US Air Strikes in Yemen Are Risking Regional War

Joe Biden could use US leverage to support a cease-fire in Gaza and end the Houthis’ attacks on commercial ships. Instead he’s chosen to escalate the Gaza war by bombing Yemen.

US president Joe Biden speaks in Allentown, Pennsylvania on January 12, 2024, the day after he launched airstrikes against the Houthis in Yemen. (Mandel Ngan / AFP via Getty Images)

None of what we’re watching unfold in the Middle East right now had to happen. It could have all been avoided, and still could be, even now.

The ethnic cleansing and mass murder in Gaza could end, the Houthi attacks on international shipping could stop, the wider, catastrophic war that day by day gets closer to breaking out in the Middle East could be prevented.

All it would take is doing the one thing that president Joe Biden has refused to do, in the face of all political logic, common sense, and public pressure: support a permanent cease-fire between Israel and Hamas, and use the enormous power and leverage Washington has over the tiny Middle Eastern country to make it stop its war on Gaza.

Biden continues to balk at doing this. So what we’ve gotten instead is Thursday’s US bombing of Yemen, the war-ravaged country that Washington already spent seven years helping eviscerate by supplying and facilitating Saudi Arabia and the United Arab Emirates’ brutal war against it. The seventy-three strikes hit sixty targets across five of the country’s regions, killing five and wounding six. After running for president and winning by vowing to end the shameful US support for the Saudi war, Biden has not only broken that promise, but seemingly decided to cut out the middleman and start a US war with Yemen directly.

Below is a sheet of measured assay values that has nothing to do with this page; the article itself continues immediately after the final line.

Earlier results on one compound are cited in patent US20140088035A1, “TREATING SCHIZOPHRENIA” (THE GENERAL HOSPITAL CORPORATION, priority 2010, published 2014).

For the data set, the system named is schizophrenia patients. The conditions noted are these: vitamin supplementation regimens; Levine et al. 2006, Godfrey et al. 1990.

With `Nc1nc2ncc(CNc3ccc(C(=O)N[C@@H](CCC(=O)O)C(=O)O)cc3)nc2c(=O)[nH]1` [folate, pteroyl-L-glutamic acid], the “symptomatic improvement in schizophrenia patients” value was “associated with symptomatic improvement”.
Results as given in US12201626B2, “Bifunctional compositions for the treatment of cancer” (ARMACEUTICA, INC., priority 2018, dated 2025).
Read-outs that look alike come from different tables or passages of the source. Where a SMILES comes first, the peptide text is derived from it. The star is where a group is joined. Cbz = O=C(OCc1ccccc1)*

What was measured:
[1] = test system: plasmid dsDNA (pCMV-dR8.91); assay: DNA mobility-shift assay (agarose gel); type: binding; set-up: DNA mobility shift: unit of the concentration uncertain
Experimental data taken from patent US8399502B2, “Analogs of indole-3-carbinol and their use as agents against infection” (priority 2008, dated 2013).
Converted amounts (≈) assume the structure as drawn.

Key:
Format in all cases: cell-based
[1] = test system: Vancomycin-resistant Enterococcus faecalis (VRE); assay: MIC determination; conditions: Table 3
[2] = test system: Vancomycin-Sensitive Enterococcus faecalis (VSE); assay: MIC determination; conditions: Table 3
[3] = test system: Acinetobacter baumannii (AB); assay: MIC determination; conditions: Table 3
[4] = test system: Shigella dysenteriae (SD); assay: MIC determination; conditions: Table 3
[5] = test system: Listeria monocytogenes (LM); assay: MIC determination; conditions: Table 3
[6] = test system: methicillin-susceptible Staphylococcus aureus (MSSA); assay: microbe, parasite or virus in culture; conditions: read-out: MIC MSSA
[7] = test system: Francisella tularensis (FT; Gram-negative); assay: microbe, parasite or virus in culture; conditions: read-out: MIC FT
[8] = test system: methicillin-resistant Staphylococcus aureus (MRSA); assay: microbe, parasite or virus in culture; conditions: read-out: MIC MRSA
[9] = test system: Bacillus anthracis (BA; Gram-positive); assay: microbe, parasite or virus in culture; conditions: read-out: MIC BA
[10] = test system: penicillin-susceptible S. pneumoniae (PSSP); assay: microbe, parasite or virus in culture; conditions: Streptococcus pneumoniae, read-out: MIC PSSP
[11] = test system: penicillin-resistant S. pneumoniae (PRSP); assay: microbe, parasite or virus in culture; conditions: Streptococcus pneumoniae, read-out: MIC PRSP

Biden’s bombing — done in concert with loyal lapdog Great Britain, and with the verbal support of (some) other countries that the president couldn’t get to join in — is ostensibly meant to end the attacks from Yemen’s ruling Houthi government on commercial ships in the Red Sea headed to or from Israeli ports. The attacks had caused some of the world’s biggest shipping firms to suspend shipping in the Red Sea entirely, leading the White House to threaten, and eventually carry out, its own strikes to protect “the free flow of international commerce” and to not allow “hostile actors to imperil freedom of navigation.”

The irony was not lost on anyone that Biden was willing to bomb and kill to protect the rights of shipping containers, but has been just fine with 250 human beings slaughtered and more than ten children losing legs each day in Gaza. “This is war. . . . Innocent civilians are going to be hurt going forward,” as national security spokesperson John Kirby memorably said. After having justified wars by invoking the “responsibility to protect” civilians from exactly the kinds of massacres the US government is now facilitating in Gaza, US officials are now talking about the “responsibility to protect the flow of international commerce.”

Nor has it escaped notice that Washington isn’t exactly a consistent defender of the freedom of navigation: under its illegal sanctions on Iran, US forces have repeatedly intercepted Iranian vessels and seized the oil they were carrying (before shamelessly selling the stolen goods for a profit). Likewise, Washington said nothing when Israeli forces killed nine people in 2010, including a US citizen, on a Turkish flotilla traveling to Gaza with humanitarian goods, in order to enforce Israel’s own illegal blockade on Gaza.